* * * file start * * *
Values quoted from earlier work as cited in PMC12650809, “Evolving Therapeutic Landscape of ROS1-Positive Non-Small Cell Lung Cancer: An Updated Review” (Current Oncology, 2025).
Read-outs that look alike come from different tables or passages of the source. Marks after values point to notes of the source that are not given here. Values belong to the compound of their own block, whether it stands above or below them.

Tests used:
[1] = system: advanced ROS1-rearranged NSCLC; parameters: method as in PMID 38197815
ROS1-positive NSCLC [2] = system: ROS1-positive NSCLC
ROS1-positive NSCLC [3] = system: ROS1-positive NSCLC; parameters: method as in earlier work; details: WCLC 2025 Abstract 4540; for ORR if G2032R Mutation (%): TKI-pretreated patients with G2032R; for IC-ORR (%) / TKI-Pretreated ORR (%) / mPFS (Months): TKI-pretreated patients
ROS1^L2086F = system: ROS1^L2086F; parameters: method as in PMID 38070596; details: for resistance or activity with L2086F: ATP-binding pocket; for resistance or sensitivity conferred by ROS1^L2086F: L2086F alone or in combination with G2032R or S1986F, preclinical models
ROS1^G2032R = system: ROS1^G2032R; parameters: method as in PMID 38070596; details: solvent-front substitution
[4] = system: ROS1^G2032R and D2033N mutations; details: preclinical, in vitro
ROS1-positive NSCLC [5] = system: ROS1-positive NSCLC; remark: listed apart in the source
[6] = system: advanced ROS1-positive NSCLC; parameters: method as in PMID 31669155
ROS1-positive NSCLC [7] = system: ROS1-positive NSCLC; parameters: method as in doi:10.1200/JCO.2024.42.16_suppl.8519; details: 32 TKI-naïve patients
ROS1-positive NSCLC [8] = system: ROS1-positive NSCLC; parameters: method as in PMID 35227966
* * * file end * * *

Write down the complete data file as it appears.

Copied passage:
Values quoted from earlier work as cited in PMC12650809, “Evolving Therapeutic Landscape of ROS1-Positive Non-Small Cell Lung Cancer: An Updated Review” (Current Oncology, 2025).
Read-outs that look alike come from different tables or passages of the source. Marks after values point to notes of the source that are not given here. Values belong to the compound of their own block, whether it stands above or below them.

Tests used:
[1] = system: advanced ROS1-rearranged NSCLC; parameters: method as in PMID 38197815
ROS1-positive NSCLC [2] = system: ROS1-positive NSCLC
ROS1-positive NSCLC [3] = system: ROS1-positive NSCLC; parameters: method as in earlier work; details: WCLC 2025 Abstract 4540; for ORR if G2032R Mutation (%): TKI-pretreated patients with G2032R; for IC-ORR (%) / TKI-Pretreated ORR (%) / mPFS (Months): TKI-pretreated patients
ROS1^L2086F = system: ROS1^L2086F; parameters: method as in PMID 38070596; details: for resistance or activity with L2086F: ATP-binding pocket; for resistance or sensitivity conferred by ROS1^L2086F: L2086F alone or in combination with G2032R or S1986F, preclinical models
ROS1^G2032R = system: ROS1^G2032R; parameters: method as in PMID 38070596; details: solvent-front substitution
[4] = system: ROS1^G2032R and D2033N mutations; details: preclinical, in vitro
ROS1-positive NSCLC [5] = system: ROS1-positive NSCLC; remark: listed apart in the source
[6] = system: advanced ROS1-positive NSCLC; parameters: method as in PMID 31669155
ROS1-positive NSCLC [7] = system: ROS1-positive NSCLC; parameters: method as in doi:10.1200/JCO.2024.42.16_suppl.8519; details: 32 TKI-naïve patients
ROS1-positive NSCLC [8] = system: ROS1-positive NSCLC; parameters: method as in PMID 35227966